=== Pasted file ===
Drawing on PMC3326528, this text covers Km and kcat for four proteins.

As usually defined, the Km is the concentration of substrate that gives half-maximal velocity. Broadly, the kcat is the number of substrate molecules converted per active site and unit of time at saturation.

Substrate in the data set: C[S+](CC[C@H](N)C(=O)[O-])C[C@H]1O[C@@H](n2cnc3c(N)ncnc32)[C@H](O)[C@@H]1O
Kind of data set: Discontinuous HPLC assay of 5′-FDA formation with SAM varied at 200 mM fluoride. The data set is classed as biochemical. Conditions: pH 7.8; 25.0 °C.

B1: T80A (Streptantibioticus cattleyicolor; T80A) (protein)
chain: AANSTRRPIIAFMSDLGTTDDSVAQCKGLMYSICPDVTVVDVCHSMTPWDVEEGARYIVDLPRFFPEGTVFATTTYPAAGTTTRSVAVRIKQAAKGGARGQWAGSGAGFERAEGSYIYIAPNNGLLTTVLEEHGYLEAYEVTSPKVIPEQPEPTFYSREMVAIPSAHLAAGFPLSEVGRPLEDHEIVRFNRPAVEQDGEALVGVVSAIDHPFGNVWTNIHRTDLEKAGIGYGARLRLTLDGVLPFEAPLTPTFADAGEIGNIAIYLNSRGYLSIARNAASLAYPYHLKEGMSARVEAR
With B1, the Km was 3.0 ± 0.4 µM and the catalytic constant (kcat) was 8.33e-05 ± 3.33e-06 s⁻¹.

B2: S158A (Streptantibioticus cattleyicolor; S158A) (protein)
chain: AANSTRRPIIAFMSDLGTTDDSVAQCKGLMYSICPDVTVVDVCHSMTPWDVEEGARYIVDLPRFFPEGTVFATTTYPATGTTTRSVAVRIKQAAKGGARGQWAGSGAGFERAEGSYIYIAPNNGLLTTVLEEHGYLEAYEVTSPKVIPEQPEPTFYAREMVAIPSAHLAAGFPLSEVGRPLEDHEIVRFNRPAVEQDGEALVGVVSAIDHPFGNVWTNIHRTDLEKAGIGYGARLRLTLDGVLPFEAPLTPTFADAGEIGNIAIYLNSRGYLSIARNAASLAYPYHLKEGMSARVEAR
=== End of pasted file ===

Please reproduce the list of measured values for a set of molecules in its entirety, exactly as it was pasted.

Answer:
Drawing on PMC3326528, this text covers Km and kcat for four proteins.

As usually defined, the Km is the concentration of substrate that gives half-maximal velocity. Broadly, the kcat is the number of substrate molecules converted per active site and unit of time at saturation.

Substrate in the data set: C[S+](CC[C@H](N)C(=O)[O-])C[C@H]1O[C@@H](n2cnc3c(N)ncnc32)[C@H](O)[C@@H]1O
Kind of data set: Discontinuous HPLC assay of 5′-FDA formation with SAM varied at 200 mM fluoride. The data set is classed as biochemical. Conditions: pH 7.8; 25.0 °C.

B1: T80A (Streptantibioticus cattleyicolor; T80A) (protein)
chain: AANSTRRPIIAFMSDLGTTDDSVAQCKGLMYSICPDVTVVDVCHSMTPWDVEEGARYIVDLPRFFPEGTVFATTTYPAAGTTTRSVAVRIKQAAKGGARGQWAGSGAGFERAEGSYIYIAPNNGLLTTVLEEHGYLEAYEVTSPKVIPEQPEPTFYSREMVAIPSAHLAAGFPLSEVGRPLEDHEIVRFNRPAVEQDGEALVGVVSAIDHPFGNVWTNIHRTDLEKAGIGYGARLRLTLDGVLPFEAPLTPTFADAGEIGNIAIYLNSRGYLSIARNAASLAYPYHLKEGMSARVEAR
With B1, the Km was 3.0 ± 0.4 µM and the catalytic constant (kcat) was 8.33e-05 ± 3.33e-06 s⁻¹.

B2: S158A (Streptantibioticus cattleyicolor; S158A) (protein)
chain: AANSTRRPIIAFMSDLGTTDDSVAQCKGLMYSICPDVTVVDVCHSMTPWDVEEGARYIVDLPRFFPEGTVFATTTYPATGTTTRSVAVRIKQAAKGGARGQWAGSGAGFERAEGSYIYIAPNNGLLTTVLEEHGYLEAYEVTSPKVIPEQPEPTFYAREMVAIPSAHLAAGFPLSEVGRPLEDHEIVRFNRPAVEQDGEALVGVVSAIDHPFGNVWTNIHRTDLEKAGIGYGARLRLTLDGVLPFEAPLTPTFADAGEIGNIAIYLNSRGYLSIARNAASLAYPYHLKEGMSARVEAR